How do deal with the anxiety of possibly being targeted in a hate crime when out in public as a member of the LGBTQ community?
Last Updated: 09/30/2019 at 12:09pm
Anna Pavia, psicologa psicoterapeuta psychotherapist psychologist counselor
Licensed Professional Counselor
I feel my work as my personal mission and I love it. My work with clients is nonjudgmental, supportive. I am a very good listener. I use several approaches. Amo il mio lavoro.
Top Rated Answers
As someone who identifies as queer, I know what it's like to be anxious about the possibility of being targeted if, for example, you're holding the hand of someone of the same gender while walking down the street. It can be nerve wracking! You end up spending more time worrying about what people might think of you than you do enjoying yourself while you're out and about. On the bright side, however, the likelihood of being targeted in a hate crime is significantly lower than you might think. When I'm nervous, I try my best to think about who I am as a person, and about how I am not ashamed of being who I am, and I remind myself that hardly anyone in that particular public setting cares about me at all, just like I don't care about them. The worst that usually happens is that you might have someone make a face at you or cross the street to avoid you. You'll be alright!
Support is very important in these cases. If you feel anxious, you can try to surround yourself with people that make you feel safer in contexts where you don't feel comfortable. And you can make sure that someone always knows where you are and you can easily get in contact with them om case of need. This can make you feel safer. It's normal to be scared, though I know it's frustrating, but support can make you stronger. You're not alone!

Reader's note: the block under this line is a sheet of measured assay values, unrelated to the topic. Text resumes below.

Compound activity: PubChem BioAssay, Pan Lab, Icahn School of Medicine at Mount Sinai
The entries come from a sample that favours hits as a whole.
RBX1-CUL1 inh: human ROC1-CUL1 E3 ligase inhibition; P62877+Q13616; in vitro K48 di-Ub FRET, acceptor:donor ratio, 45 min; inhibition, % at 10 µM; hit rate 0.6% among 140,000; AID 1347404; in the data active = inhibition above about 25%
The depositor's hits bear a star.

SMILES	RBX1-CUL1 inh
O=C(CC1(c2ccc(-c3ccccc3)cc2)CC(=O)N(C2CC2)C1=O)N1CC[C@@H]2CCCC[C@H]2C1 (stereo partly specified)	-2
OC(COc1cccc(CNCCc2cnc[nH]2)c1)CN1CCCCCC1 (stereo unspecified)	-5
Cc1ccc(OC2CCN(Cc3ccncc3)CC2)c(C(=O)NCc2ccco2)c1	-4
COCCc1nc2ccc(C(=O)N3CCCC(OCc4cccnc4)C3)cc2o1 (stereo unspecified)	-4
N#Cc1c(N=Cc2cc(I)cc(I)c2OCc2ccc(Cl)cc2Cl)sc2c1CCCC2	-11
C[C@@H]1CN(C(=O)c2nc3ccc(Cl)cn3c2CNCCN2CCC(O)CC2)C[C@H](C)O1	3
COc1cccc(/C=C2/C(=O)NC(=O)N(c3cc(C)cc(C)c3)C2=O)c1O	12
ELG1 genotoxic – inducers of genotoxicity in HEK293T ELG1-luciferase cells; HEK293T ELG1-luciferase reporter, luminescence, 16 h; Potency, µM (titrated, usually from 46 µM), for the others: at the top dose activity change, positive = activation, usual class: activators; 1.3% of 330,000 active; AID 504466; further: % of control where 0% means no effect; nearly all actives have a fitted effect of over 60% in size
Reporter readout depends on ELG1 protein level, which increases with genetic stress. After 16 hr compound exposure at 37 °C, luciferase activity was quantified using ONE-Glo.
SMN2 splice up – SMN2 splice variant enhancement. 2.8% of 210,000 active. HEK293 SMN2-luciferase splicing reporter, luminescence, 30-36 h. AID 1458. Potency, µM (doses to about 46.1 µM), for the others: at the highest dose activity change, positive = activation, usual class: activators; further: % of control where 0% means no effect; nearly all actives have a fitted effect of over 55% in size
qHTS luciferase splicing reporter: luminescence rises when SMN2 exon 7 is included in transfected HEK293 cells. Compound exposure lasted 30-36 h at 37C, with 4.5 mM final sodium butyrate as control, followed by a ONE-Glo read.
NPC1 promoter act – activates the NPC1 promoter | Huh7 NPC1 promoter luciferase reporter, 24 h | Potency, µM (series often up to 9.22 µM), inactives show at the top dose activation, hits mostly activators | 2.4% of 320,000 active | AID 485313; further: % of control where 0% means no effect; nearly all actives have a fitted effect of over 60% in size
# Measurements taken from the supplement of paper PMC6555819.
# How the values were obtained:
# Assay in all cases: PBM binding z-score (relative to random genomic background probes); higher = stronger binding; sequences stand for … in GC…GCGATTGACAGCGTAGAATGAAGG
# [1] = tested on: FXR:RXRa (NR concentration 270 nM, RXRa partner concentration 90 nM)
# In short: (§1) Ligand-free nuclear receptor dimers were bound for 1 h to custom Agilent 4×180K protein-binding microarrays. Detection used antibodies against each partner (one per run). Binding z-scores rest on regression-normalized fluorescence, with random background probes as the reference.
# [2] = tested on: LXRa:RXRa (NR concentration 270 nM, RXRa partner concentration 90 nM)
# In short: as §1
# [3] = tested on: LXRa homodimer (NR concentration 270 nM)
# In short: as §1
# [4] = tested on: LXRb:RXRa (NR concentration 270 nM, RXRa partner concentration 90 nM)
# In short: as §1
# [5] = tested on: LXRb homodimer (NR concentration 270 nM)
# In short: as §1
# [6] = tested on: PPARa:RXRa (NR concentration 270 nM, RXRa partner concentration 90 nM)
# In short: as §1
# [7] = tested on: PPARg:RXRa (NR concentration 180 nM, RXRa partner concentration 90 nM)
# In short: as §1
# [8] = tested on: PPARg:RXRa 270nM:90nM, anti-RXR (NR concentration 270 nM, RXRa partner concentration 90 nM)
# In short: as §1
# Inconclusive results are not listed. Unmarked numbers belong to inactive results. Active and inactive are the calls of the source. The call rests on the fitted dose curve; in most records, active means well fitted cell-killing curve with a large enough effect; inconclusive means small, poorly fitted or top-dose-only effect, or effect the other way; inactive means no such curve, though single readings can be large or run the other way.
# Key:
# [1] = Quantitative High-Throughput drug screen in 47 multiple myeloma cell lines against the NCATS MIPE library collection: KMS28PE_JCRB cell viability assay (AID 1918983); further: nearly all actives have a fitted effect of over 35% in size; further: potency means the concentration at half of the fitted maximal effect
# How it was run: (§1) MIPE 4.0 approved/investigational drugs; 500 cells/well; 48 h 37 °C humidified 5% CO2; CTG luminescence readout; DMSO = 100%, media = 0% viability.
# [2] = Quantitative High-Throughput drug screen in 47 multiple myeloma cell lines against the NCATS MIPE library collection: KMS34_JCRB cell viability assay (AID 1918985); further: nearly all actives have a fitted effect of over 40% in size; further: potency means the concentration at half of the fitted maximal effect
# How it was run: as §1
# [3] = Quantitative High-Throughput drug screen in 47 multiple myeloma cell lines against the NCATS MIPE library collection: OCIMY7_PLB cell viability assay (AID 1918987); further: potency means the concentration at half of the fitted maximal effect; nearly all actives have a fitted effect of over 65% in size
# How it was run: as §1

I would suggest seeking professional help with this issue from a certified and trained counselor or mental health professional.
You can stay huddled in a corner for your whole life but will miss out on a great deal. We have to be brave, no matter the consequences, because there is nothing greater in the world than being who you are and loving who you love. Start by going out in public to areas that you know are safe spaces for LGBTQ folks, then broaden your circle a little more every time you go out. Take a buddy as "security". Talk to your friends and family (if you are out to them) about your fears and what they can do to help you combat these fears.
I'm dealing with this problem myself. I personally find it much easier to leave the house with somebody so I'm not alone. Over time though you will realise that out in public most people simply don't care about what you're wearing or what you look like.
People will always hate and resent things that are foreign to them. But always remember you have human rights. It does not matter what sexuality you are in at the end you are human just like all of them and you have your rights.
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